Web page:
Fast Five

Movie Information

The Story: In this entry our heroes end up in Brazil where they find themselves in trouble with a drug lord and a special DEA agent. The Lowdown: Preposterous, over-the-top, way too long, but it's still entertaining nonsense with excellently crafted -- albeit ridiculous -- action scenes.
Score:

Genre: Action
Director: Justin Lin (Fast & Furious)
Starring: Vin Diesel, Paul Walker, Jordana Brewster, Tyrese Gibson, Dwayne Johnson
Rated: PG-13

I cannot make a case that Justin Lin’s latest Fast & Furious entry, Fast Five, is exactly a good movie—not in the least because there’s absolutely no reason for its 130-minute running time. And that’s exacerbated by the fact that it has a case of Return of the King-itis in not knowing when to quit. It has worn out its welcome long before it finally decides to really stop. But I also can’t deny that it’s a generally entertaining wild ride that’s fun for most of its length.

The story picks up where Fast & Furious (2009) left off, with Brian O’Conner (Paul Walker) and Mia Toretto (Jordana Brewster) breaking Dominic Toretto (Vin Diesel) out of a prisoner-transit bus by causing it to crash and roll over several times. Since they’re the good guys, of course, no one is killed in this preposterous jailbreak. The movie’s like that. You either go with it or you don’t, and if you don’t, you’re probably going to be unhappy. Since the law frowns on this sort of thing, everyone heads south of the border, with Brian and Mia ending up in Rio to wait for Dom. But money’s tight, so they agree to take part in a patently absurd heist involving—wait for it—stealing cars off a moving train. I don’t believe the sequence for a second, but it’s undeniably a splendidly executed blend of action, stuntwork, CGI and plot.

Plot? Did I say plot? Well, yes, because the ridiculous train set-piece is what drives the rest of the movie, since there’s more here than meets the eye. It’s not the cars that are really wanted, it’s something in one of the cars—something involving the DEA and a Brazilian drug lord named Reyes (Joaquim de Almeida, Desperado). This cannot be good. But it’s worse than that, because our heroes are going to get fingered for killing some DEA agents, which means that ultra-hard-ass Hobbs (Dwayne Johnson in the sweatiest performance I’ve ever seen) is sent to Brazil with a small army to take them down. So, on the one hand, they’ve got the crime czar of Brazil after them, and on the other, a ruthless DEA agent is out to kill them.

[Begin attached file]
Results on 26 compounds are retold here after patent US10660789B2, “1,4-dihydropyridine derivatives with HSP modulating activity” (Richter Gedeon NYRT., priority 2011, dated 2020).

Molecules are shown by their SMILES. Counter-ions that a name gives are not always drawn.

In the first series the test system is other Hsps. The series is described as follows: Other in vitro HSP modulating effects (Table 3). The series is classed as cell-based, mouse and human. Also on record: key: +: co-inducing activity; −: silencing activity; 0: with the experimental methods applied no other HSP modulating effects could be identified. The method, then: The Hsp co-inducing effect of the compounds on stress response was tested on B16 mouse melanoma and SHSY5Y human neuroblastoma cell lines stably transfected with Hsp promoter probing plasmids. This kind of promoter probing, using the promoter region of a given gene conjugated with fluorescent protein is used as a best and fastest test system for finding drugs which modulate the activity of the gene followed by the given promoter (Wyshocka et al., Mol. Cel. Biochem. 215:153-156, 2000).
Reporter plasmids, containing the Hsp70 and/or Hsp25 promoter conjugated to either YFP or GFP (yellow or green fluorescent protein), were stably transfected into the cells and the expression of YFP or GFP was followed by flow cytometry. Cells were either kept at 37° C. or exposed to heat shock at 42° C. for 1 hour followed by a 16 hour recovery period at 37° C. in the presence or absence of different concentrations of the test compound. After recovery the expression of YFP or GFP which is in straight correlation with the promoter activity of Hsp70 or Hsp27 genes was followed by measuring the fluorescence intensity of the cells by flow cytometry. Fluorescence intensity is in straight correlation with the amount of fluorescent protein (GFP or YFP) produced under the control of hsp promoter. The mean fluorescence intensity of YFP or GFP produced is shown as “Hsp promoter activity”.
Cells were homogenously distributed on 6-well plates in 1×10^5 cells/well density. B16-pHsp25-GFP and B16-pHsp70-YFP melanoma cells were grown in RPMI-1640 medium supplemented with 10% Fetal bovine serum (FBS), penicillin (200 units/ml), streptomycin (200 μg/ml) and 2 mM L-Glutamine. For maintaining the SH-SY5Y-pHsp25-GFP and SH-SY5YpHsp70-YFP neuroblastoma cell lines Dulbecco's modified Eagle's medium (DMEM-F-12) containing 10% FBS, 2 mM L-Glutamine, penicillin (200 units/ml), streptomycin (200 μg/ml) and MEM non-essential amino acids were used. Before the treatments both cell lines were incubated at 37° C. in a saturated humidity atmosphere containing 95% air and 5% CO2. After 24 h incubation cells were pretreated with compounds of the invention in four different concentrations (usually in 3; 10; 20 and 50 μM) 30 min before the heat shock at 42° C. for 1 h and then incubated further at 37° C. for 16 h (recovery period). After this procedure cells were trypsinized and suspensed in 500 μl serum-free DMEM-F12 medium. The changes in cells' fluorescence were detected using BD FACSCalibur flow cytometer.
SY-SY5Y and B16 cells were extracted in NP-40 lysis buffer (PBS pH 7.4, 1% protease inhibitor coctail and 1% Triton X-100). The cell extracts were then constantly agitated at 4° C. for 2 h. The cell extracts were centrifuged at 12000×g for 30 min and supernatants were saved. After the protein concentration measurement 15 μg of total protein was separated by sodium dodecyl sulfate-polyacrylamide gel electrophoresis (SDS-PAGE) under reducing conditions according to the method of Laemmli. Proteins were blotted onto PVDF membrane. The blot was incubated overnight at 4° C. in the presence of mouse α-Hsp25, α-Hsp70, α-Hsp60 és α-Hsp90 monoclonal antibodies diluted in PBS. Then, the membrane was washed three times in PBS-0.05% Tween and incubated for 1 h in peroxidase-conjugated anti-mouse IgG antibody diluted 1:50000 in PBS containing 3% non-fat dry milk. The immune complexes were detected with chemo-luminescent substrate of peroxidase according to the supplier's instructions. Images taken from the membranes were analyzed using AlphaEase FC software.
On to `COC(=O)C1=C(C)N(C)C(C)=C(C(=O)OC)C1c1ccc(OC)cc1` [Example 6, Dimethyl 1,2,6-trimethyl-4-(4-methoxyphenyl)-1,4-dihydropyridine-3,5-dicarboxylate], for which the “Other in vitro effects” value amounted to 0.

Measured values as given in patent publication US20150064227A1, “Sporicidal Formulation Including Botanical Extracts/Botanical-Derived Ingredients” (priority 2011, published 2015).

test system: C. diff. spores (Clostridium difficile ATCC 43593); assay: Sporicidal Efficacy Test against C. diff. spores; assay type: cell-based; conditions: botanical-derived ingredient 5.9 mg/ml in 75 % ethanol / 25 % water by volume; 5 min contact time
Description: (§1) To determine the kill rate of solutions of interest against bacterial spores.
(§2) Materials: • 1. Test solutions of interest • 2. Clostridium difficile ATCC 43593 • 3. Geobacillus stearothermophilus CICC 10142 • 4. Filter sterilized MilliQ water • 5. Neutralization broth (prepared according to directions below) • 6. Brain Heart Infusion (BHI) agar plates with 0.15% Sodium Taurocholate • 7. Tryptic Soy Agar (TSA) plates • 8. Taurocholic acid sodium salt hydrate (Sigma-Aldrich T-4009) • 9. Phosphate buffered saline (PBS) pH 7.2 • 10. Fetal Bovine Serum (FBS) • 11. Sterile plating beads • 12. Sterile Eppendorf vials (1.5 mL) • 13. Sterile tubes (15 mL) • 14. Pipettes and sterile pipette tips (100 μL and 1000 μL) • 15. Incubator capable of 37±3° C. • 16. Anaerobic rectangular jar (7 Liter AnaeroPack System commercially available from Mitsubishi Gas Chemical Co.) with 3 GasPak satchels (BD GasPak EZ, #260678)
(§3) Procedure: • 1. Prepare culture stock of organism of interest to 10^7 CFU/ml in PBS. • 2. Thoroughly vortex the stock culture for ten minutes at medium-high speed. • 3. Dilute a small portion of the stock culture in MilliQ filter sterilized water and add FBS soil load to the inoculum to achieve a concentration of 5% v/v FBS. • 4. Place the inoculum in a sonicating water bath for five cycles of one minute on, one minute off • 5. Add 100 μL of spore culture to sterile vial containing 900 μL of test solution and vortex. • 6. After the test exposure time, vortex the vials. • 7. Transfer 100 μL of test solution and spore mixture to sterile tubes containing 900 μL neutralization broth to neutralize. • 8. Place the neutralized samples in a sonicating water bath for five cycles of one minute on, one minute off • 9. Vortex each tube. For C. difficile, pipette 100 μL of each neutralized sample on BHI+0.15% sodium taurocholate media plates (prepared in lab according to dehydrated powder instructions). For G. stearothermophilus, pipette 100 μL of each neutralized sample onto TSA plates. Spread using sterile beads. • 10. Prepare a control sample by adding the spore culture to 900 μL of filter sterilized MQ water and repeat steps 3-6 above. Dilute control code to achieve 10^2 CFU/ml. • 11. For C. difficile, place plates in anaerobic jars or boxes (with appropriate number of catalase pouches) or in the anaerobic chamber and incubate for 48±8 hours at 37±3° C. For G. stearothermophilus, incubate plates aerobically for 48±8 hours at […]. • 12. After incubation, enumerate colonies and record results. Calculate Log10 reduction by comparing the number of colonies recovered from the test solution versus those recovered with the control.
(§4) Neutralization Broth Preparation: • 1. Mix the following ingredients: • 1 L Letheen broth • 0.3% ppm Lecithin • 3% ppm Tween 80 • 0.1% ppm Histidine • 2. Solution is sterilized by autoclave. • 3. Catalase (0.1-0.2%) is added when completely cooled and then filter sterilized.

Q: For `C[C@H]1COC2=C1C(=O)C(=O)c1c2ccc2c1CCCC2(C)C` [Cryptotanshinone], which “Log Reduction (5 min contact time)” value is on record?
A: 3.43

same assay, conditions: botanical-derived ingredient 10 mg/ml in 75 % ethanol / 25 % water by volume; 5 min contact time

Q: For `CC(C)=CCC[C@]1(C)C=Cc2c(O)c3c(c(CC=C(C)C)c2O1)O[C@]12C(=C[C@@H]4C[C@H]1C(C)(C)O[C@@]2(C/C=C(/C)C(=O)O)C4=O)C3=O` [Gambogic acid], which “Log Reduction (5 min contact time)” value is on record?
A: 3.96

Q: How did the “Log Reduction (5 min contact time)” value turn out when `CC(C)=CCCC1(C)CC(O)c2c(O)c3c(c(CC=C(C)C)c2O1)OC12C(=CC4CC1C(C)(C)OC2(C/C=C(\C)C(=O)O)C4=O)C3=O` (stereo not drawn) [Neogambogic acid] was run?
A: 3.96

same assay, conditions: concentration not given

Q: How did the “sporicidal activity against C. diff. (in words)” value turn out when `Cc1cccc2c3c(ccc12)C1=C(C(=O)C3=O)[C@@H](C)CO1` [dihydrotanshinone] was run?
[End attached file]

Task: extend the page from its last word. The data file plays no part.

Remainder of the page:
There’s really no point in trying to map out the plot in any great detail, because it’s never going to make sense. The whole concept of what’s hidden in the car makes no sense. The fact that it’s hidden in a car that Reyes has to arrange to have stolen makes no sense. The point, of course, is that this advances the story so that it can turn into a less clever hybrid of Ocean’s Eleven (2001) and The Italian Job (2003). In other words, the movie turns into a heist involving an assembled team of quirky specialists, topped off by a really elaborate and wildly over-the-top getaway with a twist.

The point is this isn’t about reality, believability, logic or anything else. It’s about guys with necks that are bigger than their heads driving fast cars and engaging in various bouts of combat—armed and unarmed. It’s about seeing Vin Diesel square off against Dwayne Johnson, with the latter being so tough that he spits out a mouthful of glass after he crashes through a window. (Perhaps he bit his way through the glass.) But here’s the point—it’s done with some style and some elan, with action scenes that actually fit together, and with a degree of obvious respect and fondness for its characters. That last is infectious. Any movie that can make me care about Vin Diesel, Paul Walker and “The Rock” has done something right—even if it’s pretty darn dumb at the same time. Maybe being pretty darn dumb is part of its charm. Rated PG-13 for intense sequences of violence and action, sexual content and language.

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About Ken Hanke
Head film critic for Mountain Xpress since December 2000. Author of books "Ken Russell's Films," "Charlie Chan at the Movies," "A Critical Guide to Horror Film Series," "Tim Burton: An Unauthorized Biography of the Filmmaker."

2 thoughts on “Fast Five

  1. Ken Hanke

    I can’t imagine sitting through anything about Charley Pride.

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